File.deleteOnExit() is evil
Javadoc for File.deleteOnExit() says :
"Requests that the file or directory denoted by this abstract
pathname be deleted when the virtual machine terminates."
Every time we use “ImageIO.write(img, “png”, outStream)” a temporary file is created, and the “deleteOnExit()” function is called on that temporary file. Every “deleteOnExit()” allocates a “struct dlEntry” in the shared “io_util.c” native source file. This “struct dlEntry” is about 1K in size, and will never be freed until the system exits, so every time we do an ImageIO.write(), we take up another 1K of memory! No package should use “deleteOnExit()” dynamically – it guarantees a memory leak.
One workaround is to disallow the use of cache files by passing false to the static ImageIO.setUseCache() method. This avoids the deleteOnExit() problems and should have little adverse effect on performance, especially in the case of server-side applications working with relatively small images. This memory leak is a major reliability issue for developers using ImageIO in their server side applications.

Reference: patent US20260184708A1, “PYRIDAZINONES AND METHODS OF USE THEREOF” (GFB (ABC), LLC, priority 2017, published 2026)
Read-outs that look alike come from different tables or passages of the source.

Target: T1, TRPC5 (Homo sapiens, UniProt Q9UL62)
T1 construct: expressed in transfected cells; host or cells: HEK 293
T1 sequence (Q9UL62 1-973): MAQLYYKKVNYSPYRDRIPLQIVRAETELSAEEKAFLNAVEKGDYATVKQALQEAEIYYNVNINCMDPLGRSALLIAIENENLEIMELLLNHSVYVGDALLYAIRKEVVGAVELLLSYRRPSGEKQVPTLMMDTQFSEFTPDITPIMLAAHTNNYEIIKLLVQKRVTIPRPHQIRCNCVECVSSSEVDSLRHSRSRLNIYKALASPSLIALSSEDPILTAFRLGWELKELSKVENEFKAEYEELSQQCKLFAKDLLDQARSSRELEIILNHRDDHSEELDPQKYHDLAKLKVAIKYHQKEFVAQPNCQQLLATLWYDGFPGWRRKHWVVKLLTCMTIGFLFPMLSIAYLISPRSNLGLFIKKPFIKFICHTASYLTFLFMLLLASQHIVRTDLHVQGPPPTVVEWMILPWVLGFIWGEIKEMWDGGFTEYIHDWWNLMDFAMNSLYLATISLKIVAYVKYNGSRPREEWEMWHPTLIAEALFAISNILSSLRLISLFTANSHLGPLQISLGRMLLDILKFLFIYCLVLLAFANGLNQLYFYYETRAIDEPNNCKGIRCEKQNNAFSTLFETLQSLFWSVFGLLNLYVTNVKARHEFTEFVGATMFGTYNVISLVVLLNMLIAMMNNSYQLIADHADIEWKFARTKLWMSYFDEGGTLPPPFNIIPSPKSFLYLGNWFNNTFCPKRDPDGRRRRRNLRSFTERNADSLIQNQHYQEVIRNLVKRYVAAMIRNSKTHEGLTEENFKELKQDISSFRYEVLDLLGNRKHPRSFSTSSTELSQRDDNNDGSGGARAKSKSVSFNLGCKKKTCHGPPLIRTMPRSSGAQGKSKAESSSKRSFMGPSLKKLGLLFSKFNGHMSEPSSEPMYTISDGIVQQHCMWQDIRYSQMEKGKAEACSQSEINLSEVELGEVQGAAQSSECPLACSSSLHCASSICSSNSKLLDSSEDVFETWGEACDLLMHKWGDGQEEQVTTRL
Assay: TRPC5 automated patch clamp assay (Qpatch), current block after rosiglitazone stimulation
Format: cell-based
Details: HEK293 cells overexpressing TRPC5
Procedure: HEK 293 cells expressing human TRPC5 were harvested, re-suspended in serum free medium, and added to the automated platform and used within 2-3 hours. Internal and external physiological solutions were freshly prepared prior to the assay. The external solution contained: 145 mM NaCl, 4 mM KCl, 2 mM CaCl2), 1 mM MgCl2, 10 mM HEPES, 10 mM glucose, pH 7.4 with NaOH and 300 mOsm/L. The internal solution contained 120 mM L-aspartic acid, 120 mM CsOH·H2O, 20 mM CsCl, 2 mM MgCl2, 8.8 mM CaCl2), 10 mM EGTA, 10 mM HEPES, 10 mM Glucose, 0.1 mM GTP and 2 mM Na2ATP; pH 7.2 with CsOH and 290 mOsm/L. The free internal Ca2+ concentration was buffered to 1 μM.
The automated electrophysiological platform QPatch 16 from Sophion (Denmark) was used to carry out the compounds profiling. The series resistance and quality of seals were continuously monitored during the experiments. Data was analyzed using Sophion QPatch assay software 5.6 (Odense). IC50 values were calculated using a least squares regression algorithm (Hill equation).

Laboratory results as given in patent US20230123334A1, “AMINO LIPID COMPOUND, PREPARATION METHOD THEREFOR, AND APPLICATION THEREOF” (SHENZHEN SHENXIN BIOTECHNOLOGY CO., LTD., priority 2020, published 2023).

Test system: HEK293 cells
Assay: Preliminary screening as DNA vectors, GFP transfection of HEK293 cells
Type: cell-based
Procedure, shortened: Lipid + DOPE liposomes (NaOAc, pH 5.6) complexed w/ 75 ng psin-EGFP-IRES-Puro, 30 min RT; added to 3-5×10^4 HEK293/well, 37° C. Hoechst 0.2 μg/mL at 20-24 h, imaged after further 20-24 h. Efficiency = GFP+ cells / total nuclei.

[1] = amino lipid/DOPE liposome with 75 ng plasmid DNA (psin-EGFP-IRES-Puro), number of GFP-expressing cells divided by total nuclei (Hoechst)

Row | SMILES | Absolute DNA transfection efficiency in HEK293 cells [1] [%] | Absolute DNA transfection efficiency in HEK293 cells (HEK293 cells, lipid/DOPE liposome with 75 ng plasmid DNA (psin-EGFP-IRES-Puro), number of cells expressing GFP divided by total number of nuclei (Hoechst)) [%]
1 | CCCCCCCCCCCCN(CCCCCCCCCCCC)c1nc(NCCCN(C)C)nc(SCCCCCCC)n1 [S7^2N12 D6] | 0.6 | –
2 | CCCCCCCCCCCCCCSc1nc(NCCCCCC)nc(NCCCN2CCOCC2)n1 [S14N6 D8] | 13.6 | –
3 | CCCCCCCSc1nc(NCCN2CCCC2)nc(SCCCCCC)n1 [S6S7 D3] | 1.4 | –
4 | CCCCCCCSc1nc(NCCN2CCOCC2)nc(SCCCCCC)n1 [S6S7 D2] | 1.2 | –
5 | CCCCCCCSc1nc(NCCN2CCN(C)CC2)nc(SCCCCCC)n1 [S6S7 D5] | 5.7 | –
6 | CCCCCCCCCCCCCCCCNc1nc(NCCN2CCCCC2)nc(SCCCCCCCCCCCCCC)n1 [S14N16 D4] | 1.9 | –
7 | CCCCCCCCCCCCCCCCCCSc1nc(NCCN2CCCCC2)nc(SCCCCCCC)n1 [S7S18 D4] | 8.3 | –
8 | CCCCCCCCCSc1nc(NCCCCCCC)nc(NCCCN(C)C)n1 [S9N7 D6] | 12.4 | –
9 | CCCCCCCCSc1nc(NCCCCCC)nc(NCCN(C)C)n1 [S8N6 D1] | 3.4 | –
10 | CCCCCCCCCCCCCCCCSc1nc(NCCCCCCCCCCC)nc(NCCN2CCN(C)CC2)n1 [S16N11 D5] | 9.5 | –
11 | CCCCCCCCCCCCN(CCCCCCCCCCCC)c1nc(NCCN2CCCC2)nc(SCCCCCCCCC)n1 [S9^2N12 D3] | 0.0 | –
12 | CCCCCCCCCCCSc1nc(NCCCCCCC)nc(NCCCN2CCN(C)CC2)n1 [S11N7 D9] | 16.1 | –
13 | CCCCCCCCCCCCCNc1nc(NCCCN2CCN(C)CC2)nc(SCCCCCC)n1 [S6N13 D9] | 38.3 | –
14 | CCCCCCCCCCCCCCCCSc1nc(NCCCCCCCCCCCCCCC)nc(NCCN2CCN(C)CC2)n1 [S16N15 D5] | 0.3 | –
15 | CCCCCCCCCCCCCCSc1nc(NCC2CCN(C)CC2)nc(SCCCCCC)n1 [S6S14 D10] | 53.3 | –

The worst part: the data structure is kept in native memory.If it only was in Java heap, you might be able to diagnose the problem much quicker. Since it is in native memory rather than Java heap, profiler tools will not be able to find this memory leak.
There has been a bug filed on Sun.
Coming to the most important part, we did not use deleteOnExit() directly. Rather, ImageIO.jar we used in our application uses it. Looking into javax.imageio.ImageIO class yields some very interesting results :-
It uses a cached file in memory which it marks as deleteOnExit(). deleteOnExit() means that VM will clean it up when VM shuts down cleanly. However, it also does a file.delete() later. This should clear up the deleteOnExit status for this file. But it does not. This means there is a memory leak in deleteOnExit + delete combination that it does delete the physical file but does not clear the data-structures associated with it in native memory. Since, these are not on heap memory but on native memory, this leak will not show up on OptimizeIt profiling.
Finally, this has resolved the OOME which we had been trying hard to resolve 🙂